Weeks before the football season began in 2006, P.J. Fleck found his life at a crossroads. The NFL wide receiver had just been cut by the San Francisco 49ers and he knew life as a player was over.
Incredibly, then-49ers head coach Mike Nolan offered Fleck a job seconds after he cut him. It was a bizarre development, but one Fleck viewed with enthusiasm. He always envisioned himself as a coach following his playing days. He just didn’t realize it would happen at 25 years of age.
Then the story took another twist. Jim Tressel offered Fleck a graduate assistant role at Ohio State.
Fleck was in Columbus the next day.
It was during that 2006 season with the Buckeyes that Fleck and Darrell Hazell crossed paths – literally. They worked together on a daily basis, prepping an Ohio State team that spent the entire regular season at No. 1.
Hazell, the Buckeyes’ assistant head coach in charge of wide receivers, and Fleck, an offensive graduate assistant, were part of a team that finished 12-1, losing to Florida in the national championship game. The offense included Heisman-winning quarterback Troy Smith, wide receivers Ted Ginn and Anthony Gonzalez and running back Antonio Pittman.
“It’s the most special place I’ve ever coached,” Fleck said of Ohio State. “It holds a special place in my heart, not because of the buildings, not because of the Horseshoe, not because of the Block O, but because of Jim Tressel and what the people at Ohio State stood for. It’s inspiring. It truly is the Holy Grail of college football.”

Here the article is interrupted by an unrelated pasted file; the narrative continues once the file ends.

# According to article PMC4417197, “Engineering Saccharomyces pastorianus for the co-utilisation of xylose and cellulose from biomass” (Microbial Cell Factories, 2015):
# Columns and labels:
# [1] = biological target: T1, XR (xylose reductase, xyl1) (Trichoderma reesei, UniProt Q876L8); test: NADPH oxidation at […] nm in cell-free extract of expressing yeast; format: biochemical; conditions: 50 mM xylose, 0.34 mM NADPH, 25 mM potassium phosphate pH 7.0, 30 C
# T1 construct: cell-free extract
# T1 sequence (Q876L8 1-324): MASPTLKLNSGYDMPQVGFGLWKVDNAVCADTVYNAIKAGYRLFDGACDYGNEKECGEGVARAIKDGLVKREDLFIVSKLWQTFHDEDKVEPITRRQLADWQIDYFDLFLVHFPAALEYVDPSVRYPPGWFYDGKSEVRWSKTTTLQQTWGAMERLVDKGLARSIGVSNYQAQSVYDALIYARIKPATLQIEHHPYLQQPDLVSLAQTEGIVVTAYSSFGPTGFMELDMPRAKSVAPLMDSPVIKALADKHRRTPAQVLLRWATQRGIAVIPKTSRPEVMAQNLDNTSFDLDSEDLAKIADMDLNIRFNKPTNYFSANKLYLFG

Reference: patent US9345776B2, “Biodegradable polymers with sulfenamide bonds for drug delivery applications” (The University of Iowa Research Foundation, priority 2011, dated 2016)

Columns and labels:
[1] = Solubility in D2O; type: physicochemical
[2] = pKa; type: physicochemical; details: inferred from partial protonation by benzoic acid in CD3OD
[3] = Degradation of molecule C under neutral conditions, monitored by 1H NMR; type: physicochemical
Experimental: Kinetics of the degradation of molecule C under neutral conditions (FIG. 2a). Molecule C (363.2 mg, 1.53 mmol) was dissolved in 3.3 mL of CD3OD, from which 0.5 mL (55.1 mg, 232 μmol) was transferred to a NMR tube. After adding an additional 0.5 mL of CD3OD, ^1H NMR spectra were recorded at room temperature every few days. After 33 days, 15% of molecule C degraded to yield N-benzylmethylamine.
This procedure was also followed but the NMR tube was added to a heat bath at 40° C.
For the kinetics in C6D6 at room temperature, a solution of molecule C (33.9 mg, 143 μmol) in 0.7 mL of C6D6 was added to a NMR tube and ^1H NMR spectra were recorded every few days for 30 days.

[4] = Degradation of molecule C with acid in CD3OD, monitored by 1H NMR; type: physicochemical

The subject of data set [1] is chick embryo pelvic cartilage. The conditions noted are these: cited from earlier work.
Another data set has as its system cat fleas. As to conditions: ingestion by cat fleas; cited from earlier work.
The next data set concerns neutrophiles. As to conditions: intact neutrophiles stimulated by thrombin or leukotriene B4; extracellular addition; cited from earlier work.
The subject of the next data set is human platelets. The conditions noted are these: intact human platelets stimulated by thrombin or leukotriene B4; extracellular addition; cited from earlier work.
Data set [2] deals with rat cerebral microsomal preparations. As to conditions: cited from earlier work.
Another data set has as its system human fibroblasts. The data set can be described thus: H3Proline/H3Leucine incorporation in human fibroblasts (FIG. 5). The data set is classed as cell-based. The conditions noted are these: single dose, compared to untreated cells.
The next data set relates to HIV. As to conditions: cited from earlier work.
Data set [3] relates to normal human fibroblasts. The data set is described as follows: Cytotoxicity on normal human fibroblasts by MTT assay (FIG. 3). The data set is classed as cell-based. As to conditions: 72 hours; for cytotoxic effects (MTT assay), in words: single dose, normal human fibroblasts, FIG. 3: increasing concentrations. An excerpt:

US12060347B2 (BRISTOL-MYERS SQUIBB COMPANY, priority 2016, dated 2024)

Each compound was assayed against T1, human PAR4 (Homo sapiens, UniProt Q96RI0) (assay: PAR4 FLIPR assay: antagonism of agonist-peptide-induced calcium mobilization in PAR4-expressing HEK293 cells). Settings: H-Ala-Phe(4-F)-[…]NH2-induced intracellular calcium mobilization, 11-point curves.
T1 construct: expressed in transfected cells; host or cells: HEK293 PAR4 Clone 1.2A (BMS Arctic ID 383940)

In the seven seasons since 2006, Fleck has been an assistant at his alma mater, Northern Illinois, as well as Rutgers, Northern Illinois again and the Tampa Bay Buccaneers. Last year was his first season as a head coach, and it was just as difficult as Hazell’s. The Broncos finished 1-11, though they did secure the highest-rated recruiting class in MAC history in February.
It was Hazell who helped land Fleck a job at Rutgers in 2010, reaching out to former boss Greg Schiano.
It’s been a meteoric rise for the 33-year-old Fleck, the youngest head coach in the nation.
“PJ has a lot of energy,” Hazell said. “He coaches that way. Every time he coaches, it’s on his sleeves. You know his emotions. He’s a hard worker. He’s got personality. He does well in the community and recruiting. I’m happy for him, and hopefully he has some success after Week 1.”
Saturday, Hazell and Fleck meet as mentor and pupil.